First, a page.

In 2003 we started working on the visitors guidance system for the Rieckhallen, an old storage depot next to the Hamburger Bahnhof which was about to be converted by Kuehn Malvezzi into a huge Kunsthalle, the new home of the Friedrich Christian Flick Collection for at least 7 years.
In spring of 2008 Friedrich Christian Flick made a gift to the Nationalgalerie of 166 works from his collection, among them pieces by Georg Baselitz, Bruce Nauman, Paul McCarthy, Dieter Roth, Richard Artschwager, Isa Genzken/Wolfgang Tillmans, Stan Douglas, Rodney Graham, Pipilotti Rist, Urs Fischer, and Christoph Büchel.
Friedrich Christian Flick explains: "We selected the works for their importance as museum pieces, most of them key works in the careers of their respective artists. Whenever I've developed an interest in a particular artist and decided that I like his or her art I've always tried to collect the artist's work in depth and put together blocks of works. I wanted this donation, too, to reflect that approach. I have also given a lot of thought to works that have a direct or indirect connection to Berlin or Germany. I say goodbye to many of my favourite pieces and I do it with joy but also with a bit of melancholy. More than anything, though, I do it with complete confidence in Berlin, in the full knowledge that I am doing the right thing for the artists and the right thing for the museum."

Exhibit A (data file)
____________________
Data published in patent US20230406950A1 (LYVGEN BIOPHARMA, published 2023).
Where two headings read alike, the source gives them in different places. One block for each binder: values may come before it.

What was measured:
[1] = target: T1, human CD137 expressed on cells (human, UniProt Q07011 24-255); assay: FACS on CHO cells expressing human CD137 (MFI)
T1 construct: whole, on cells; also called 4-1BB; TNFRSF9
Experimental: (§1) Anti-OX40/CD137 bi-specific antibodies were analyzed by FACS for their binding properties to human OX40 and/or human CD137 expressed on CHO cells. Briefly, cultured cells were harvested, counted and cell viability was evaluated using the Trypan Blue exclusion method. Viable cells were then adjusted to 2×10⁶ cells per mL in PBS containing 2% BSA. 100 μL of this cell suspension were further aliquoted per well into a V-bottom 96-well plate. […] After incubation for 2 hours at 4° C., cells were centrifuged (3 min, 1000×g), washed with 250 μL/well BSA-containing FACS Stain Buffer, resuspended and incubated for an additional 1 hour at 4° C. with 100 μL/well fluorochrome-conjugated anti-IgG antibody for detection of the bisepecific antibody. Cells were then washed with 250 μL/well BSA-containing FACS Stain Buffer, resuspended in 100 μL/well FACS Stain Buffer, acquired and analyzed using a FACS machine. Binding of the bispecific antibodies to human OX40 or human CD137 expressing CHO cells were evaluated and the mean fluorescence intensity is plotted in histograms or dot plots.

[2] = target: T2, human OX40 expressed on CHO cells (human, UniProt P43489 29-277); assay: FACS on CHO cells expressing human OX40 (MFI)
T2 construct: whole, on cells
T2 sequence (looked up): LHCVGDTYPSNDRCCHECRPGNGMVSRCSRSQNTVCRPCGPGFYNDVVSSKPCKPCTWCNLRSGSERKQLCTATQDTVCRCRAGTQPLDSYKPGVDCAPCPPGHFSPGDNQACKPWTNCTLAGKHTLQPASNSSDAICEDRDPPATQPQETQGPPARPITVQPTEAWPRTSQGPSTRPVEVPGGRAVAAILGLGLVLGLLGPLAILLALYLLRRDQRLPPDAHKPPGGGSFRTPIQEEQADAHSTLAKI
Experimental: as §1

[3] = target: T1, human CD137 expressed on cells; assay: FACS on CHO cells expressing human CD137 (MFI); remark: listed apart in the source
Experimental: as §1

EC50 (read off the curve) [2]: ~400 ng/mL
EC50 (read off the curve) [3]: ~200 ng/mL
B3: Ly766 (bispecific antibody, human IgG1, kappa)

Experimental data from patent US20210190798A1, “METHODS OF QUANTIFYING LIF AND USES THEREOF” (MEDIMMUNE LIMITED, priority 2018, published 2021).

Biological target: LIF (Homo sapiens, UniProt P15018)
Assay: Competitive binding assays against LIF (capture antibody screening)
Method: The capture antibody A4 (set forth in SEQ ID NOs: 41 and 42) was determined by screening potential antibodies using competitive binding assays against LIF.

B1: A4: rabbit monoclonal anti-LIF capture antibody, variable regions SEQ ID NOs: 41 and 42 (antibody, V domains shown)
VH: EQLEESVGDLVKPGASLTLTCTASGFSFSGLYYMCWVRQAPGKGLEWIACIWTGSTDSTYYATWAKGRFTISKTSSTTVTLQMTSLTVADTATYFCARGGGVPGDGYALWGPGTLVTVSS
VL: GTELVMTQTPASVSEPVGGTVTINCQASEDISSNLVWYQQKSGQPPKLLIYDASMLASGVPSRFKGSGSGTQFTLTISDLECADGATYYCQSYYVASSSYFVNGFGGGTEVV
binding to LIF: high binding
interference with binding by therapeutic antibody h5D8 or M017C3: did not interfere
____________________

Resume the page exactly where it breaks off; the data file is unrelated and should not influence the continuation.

Says Klaus-Dieter Lehmann: "This gift is much more than the gesture of a collector. With regard to the stock already held by the Museum the items have been intelligently selected and the donation is an extraordinary expression of common understanding on how a collection might be created. The almost four years of collaboration with Friedrich Christian Flick have borne wonderful fruit in the form of this generous donation of art works."
The guidance system we had developed for the Rieckhallen was then, since it is an extension to the Hamburger Bahnhof – Museum für Gegenwart Berlin (Part of the Neue Nationalgalerie Berlin) connected through a tunnel-bridge, growing into the museum. Otherwise it didn’t make much sense to create two different systems. As a visitor it would be just confusing, we guessed.
The guidance system is still in place to date in the museum.
Find here the introductory campaign for the Collection.